A radar for plastic: High-resolution map of 1 kilometer grids to track plastic emissions in seas
Plastic may be an indispensable part of our daily lives, but its robustness and abundance have led to its overuse, putting a huge burden on the environment. Large emissions of plastic waste result in its accumulation in water bodies: in fact, recent studies have estimated about 0.27 million tons of plastic floating in the world's oceans. Because plastic does not decompose in water, it is a serious hazard for the marine life. Thus, to prevent plastic pollution, it is crucial to understand exactly how plastic is emitted into the oceans. Previous studies have tried to analyze plastic emissions, but they had some limitations: they focused on mostly mismanaged plastic waste and not how these plastic emissions actually originate.
To this end, a group of scientists at the Tokyo University of Science, led by Prof Yasuo Nihei, developed a new method to combat plastic emissions. In a study published in Water, they generated a high-resolution map of 1 km grids of plastic emissions across Japan. Prof Nihei explains, "If plastic waste continues to flow into the sea, the amount of plastic waste will increase. To prevent this, it is necessary to clearly indicate where and how plastic debris is currently being generated."
To begin with, the scientists focused on the different types of plastics: microplastic (MicP), which is less than 5 mm in size, and macroplastic (MacP), which is greater than 5 mm. They understood that controlling MicP was crucial because—owing to its small size—it is particularly hard to recover once it enters the ocean. Moreover, it can easily be ingested by marine organisms, which can negatively affect ecosystems worldwide. To avoid the emission of MicP in water bodies, it was important to find out exactly where these emissions were coming from.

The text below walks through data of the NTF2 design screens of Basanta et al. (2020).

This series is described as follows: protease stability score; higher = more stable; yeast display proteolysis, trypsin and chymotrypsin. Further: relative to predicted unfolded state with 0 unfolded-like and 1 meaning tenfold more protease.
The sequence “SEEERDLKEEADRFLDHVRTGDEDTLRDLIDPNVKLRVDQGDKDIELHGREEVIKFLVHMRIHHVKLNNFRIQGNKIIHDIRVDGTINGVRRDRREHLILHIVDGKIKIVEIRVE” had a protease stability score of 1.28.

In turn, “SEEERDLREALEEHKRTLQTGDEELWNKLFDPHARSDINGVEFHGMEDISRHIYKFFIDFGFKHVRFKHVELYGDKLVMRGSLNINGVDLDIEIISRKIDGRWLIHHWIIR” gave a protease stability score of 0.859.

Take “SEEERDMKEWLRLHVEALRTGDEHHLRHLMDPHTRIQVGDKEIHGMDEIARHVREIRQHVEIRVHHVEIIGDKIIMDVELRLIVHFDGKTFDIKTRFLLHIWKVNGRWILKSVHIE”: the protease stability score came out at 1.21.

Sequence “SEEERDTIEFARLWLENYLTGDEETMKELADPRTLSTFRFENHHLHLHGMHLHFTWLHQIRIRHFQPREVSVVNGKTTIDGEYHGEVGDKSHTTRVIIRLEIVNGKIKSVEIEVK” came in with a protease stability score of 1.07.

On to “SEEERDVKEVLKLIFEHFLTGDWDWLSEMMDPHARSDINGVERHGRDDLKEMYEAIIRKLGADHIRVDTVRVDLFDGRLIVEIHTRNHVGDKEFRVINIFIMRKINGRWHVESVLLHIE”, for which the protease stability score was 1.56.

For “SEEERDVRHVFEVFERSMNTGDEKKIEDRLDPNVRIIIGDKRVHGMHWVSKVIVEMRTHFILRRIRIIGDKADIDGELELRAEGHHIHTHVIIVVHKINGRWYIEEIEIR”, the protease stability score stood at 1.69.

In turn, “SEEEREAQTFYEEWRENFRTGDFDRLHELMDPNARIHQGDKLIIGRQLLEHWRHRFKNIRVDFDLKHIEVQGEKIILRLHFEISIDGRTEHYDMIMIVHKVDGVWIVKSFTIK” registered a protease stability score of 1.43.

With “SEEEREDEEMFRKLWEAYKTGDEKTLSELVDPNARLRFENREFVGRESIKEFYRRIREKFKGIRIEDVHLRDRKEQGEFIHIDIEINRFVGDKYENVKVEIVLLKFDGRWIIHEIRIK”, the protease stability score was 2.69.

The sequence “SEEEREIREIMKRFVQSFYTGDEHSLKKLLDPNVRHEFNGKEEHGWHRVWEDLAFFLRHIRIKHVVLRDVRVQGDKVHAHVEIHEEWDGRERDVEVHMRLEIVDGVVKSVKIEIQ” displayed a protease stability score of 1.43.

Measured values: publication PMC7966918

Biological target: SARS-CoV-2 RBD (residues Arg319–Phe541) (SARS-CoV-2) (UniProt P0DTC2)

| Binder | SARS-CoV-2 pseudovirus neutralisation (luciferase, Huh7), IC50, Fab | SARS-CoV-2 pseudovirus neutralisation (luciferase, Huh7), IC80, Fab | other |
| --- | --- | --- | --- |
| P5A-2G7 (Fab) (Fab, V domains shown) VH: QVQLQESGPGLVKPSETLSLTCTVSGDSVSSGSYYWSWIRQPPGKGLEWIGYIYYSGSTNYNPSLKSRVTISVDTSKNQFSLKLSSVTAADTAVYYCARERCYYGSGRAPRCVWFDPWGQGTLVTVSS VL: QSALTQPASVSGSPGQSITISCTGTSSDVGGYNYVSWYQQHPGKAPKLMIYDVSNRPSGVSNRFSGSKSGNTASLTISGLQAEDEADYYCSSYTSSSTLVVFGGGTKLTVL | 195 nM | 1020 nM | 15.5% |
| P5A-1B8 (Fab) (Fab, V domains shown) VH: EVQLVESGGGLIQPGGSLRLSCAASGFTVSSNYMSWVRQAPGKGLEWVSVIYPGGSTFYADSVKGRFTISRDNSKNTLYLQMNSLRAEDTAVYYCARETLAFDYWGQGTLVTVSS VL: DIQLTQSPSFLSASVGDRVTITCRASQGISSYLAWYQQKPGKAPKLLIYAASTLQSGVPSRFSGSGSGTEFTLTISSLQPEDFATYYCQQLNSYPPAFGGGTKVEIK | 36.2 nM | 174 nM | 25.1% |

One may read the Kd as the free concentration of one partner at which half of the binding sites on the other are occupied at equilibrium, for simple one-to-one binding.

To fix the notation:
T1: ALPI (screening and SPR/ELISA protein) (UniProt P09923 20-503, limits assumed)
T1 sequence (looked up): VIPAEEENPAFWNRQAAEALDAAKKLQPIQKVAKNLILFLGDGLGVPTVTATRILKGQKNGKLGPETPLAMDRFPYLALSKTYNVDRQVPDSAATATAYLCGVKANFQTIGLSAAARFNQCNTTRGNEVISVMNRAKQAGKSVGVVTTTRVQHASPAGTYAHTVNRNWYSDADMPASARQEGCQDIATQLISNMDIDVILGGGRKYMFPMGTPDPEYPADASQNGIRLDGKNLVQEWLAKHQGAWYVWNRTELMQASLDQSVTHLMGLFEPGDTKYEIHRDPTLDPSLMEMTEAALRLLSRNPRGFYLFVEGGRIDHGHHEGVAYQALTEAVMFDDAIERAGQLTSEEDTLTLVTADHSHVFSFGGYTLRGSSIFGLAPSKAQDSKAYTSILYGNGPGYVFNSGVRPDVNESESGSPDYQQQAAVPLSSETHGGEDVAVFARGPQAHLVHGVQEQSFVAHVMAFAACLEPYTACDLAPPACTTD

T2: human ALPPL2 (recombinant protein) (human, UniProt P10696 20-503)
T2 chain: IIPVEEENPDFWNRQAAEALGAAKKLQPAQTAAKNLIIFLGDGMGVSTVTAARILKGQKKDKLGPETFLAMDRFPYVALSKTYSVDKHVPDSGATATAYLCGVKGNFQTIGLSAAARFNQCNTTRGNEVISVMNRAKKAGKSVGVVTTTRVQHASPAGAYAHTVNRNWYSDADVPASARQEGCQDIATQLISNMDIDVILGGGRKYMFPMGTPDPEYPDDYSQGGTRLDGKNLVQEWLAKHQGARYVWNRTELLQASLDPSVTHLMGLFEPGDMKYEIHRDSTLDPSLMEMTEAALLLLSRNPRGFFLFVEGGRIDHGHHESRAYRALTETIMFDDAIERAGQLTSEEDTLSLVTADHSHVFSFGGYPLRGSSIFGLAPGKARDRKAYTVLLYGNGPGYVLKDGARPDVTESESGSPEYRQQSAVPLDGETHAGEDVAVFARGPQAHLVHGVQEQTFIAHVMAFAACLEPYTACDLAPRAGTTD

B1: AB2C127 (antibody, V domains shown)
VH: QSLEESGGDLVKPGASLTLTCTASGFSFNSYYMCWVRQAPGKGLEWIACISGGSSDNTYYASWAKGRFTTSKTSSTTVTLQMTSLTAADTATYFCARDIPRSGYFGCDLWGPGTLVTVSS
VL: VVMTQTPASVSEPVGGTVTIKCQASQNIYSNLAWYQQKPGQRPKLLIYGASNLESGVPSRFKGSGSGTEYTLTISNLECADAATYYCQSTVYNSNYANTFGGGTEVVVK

The scientists followed a three-step process to map plastic emissions. First, they measured MicP concentration across 70 rivers and 90 sites in Japan and examined the relation between MicP concentration and land characteristics. They collected the ratio of MacP/MicP concentrations to evaluate the MacP concentration from the MicP concentration. Next, to obtain outflow discharge at 1 km grids, they performed a 'water balance analysis' in which they measured precipitation of water, distributed into three categories: evaporation, surface runoff, and underground infiltration. Finally, they calculate total plastic emission, which is the product of MicP and MacP concentrations and outflow discharge. Their findings revealed that MicP concentrations and basin characteristics were significantly correlated, meaning that the physical features of water bodies dictate the amount of plastic waste accumulated. Not just this, their analysis helped the scientists to estimate the annual plastic emission in Japan, which ranged from 210 to 4,776 tons/year of total plastic.
The scientists then evaluated a high-resolution map of plastic emission over 1 km grids across Japan. They identified the critical areas where plastic emissions were the highest. Their analysis showed that these emissions were high in rivers near urbanized areas, with a high population density. Among these, cities like Tokyo, Nagoya, and Osaka were found to be hotspots for plastic emissions. Thus, this method was useful in understanding exactly where strict countermeasures should be enforced.
Unlike previous studies, this study does not assume that the plastic waste is only proportional to mismanaged plastic waste but, in fact, takes into account the origin of plastic emissions. This makes it easier to implement measures and curb plastic emissions in specific areas. Prof Nihei concludes, "Our findings provide new insights that may be used to draft countermeasures against plastic emissions, thereby reducing outflow of marine pollutants from Japan. We also introduce a new method that can be used to evaluate plastic inputs in other regions of the world."